iWallet Unlikely on the Apple iPhone 5: 5 Things to Know for the Week

Simon Zhen

By , Staff Writer
Posted on Mon Jul 9, 2012, Last Updated on Mon Jul 9, 2012

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Anders Carlsson / Flickr source

Despite being known for leading the way when it comes to trends in consumer technology, Apple will not implement tap-to-pay functionality into the upcoming version of its smartphone. Does that mean that the mobile-payments movement will lose some of its momentum?

  • Visa and Mastercard, the two largest payment processors in the U.S., are coming close to a lawsuit settlement that could result in lower interchange fees paid by merchants to card issuers. If the impact bears any resemblance to the changes that impacted debit card interchange fees, consumers may see negative changes to their card terms.
  • President Obama has signed the bill that keeps the interest rate on federal student loans from doubling. If it didn’t get passed, nearly 7.5 million students would have had to pay an extra $1,000 or more on their student loans.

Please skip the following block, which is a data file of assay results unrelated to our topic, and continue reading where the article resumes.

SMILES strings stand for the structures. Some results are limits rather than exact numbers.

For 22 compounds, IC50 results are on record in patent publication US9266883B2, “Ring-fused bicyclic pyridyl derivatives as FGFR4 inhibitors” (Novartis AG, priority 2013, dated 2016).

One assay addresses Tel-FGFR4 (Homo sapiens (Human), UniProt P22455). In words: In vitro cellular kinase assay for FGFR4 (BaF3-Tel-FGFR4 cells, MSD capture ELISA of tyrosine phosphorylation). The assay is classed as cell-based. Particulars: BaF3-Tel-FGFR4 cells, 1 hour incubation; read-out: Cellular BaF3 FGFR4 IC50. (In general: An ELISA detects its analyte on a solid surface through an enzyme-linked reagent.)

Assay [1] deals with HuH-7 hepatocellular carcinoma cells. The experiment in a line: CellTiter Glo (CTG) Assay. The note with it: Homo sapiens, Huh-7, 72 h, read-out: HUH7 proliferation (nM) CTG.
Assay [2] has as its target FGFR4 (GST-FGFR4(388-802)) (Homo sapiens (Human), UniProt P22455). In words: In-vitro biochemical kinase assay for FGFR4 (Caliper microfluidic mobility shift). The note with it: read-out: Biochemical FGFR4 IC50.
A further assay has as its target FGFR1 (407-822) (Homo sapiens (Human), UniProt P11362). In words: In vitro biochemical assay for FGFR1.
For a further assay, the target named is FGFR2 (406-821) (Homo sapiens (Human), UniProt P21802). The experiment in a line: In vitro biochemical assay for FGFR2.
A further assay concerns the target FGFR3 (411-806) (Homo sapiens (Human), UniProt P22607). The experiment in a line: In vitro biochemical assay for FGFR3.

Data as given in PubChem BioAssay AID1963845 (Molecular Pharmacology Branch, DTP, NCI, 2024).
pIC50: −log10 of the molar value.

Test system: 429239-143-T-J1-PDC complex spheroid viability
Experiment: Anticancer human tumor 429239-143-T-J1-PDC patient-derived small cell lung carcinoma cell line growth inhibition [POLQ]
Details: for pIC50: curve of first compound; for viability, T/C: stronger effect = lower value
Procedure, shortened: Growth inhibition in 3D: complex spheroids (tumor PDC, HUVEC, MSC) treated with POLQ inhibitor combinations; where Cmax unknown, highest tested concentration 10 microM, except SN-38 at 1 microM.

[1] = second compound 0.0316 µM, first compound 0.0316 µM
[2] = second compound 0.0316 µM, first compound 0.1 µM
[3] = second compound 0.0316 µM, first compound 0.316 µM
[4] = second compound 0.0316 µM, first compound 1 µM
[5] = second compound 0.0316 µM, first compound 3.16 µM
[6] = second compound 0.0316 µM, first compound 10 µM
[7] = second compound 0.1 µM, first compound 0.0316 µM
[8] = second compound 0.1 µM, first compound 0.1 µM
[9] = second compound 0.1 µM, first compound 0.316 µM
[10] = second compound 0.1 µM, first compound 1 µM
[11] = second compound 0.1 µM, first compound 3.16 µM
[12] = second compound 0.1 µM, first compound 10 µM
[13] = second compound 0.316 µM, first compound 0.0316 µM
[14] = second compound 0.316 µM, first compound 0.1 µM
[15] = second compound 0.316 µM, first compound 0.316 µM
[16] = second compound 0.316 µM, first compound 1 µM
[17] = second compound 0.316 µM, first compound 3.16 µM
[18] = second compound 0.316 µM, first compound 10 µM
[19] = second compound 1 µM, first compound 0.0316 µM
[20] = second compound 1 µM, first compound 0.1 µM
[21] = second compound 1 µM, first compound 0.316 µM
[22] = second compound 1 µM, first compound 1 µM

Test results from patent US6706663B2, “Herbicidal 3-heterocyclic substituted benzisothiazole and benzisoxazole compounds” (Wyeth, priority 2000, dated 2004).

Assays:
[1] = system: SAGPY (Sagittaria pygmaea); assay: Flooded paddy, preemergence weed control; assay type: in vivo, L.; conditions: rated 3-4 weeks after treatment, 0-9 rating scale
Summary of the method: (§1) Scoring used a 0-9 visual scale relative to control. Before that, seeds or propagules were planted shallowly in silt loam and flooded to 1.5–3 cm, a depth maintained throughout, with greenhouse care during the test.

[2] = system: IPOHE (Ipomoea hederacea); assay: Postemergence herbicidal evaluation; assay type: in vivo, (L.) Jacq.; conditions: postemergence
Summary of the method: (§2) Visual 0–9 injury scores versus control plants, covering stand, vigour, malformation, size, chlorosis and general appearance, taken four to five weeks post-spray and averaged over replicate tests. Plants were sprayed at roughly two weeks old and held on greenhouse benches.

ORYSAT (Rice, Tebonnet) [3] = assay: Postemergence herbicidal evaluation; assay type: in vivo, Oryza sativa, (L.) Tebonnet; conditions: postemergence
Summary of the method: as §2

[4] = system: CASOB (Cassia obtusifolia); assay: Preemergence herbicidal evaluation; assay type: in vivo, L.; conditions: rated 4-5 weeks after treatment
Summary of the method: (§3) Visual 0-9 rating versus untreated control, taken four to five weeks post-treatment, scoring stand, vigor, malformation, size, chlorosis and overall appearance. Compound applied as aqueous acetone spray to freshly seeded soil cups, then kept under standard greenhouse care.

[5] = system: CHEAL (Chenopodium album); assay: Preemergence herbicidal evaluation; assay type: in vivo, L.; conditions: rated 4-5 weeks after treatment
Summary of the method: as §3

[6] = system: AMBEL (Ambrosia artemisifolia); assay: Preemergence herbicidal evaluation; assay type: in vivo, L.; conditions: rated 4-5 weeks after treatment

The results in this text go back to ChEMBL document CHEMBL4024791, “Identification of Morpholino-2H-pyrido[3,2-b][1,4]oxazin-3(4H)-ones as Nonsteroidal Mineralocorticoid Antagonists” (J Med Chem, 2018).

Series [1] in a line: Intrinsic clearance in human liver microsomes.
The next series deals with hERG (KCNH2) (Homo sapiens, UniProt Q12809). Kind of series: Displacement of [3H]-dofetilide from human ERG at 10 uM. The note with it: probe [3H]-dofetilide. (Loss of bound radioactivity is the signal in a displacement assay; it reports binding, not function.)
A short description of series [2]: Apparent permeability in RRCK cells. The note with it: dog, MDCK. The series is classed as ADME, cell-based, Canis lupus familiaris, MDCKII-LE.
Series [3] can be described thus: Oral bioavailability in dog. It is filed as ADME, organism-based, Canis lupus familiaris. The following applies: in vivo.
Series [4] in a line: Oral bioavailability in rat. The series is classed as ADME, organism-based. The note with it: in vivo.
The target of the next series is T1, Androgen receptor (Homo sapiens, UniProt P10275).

• On Wednesday, the Federal Reserve will release the minutes from its board meeting in June. It will offer a deeper view into what the central bank thinks of the reduced pace of economic growth in the recent months — which led to increasing speculation that the Fed will deploy a third round of quantitative easing to further spur economic growth.
  • The next version of the Apple iPhone is unlikely to make a major contribution in the mobile-payments revolution. The tech giant is reportedly not planning to put near field communication (NFC) technology into the next iPhone iteration due to concerns about battery life and low adoption. Apple was granted patents to iWallet, a mobile-payment platform based on NFC tech in March.
  • This upcoming weekend, KeyBank will convert HSBC branches and customers from upstate New York. Customers will officially be part of KeyBank starting Friday afternoon, when they begin to use their new debit cards. Branches will be operating extended hours with additional staff to ensure a smooth transition.

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